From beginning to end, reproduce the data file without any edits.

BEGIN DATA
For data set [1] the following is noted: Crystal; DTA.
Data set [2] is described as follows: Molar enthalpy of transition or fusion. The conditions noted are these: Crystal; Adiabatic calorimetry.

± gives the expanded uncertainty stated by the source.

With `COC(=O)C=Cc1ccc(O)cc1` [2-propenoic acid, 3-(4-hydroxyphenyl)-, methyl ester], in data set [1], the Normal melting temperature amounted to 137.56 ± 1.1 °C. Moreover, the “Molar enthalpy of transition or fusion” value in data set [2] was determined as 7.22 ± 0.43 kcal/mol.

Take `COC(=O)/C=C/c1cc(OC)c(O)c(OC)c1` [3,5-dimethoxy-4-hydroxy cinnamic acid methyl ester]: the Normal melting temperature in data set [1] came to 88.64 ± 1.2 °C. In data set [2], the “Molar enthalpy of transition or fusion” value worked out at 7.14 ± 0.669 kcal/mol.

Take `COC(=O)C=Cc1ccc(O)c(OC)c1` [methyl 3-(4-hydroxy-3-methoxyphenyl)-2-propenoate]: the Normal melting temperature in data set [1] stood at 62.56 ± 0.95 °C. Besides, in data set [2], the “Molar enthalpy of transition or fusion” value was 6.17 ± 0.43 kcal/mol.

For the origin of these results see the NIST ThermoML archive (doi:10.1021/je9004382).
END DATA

For data set [1] the following is noted: Crystal; DTA.
Data set [2] is described as follows: Molar enthalpy of transition or fusion. The conditions noted are these: Crystal; Adiabatic calorimetry.

± gives the expanded uncertainty stated by the source.

With `COC(=O)C=Cc1ccc(O)cc1` [2-propenoic acid, 3-(4-hydroxyphenyl)-, methyl ester], in data set [1], the Normal melting temperature amounted to 137.56 ± 1.1 °C. Moreover, the “Molar enthalpy of transition or fusion” value in data set [2] was determined as 7.22 ± 0.43 kcal/mol.

Take `COC(=O)/C=C/c1cc(OC)c(O)c(OC)c1` [3,5-dimethoxy-4-hydroxy cinnamic acid methyl ester]: the Normal melting temperature in data set [1] came to 88.64 ± 1.2 °C. In data set [2], the “Molar enthalpy of transition or fusion” value worked out at 7.14 ± 0.669 kcal/mol.

Take `COC(=O)C=Cc1ccc(O)c(OC)c1` [methyl 3-(4-hydroxy-3-methoxyphenyl)-2-propenoate]: the Normal melting temperature in data set [1] stood at 62.56 ± 0.95 °C. Besides, in data set [2], the “Molar enthalpy of transition or fusion” value was 6.17 ± 0.43 kcal/mol.

For the origin of these results see the NIST ThermoML archive (doi:10.1021/je9004382).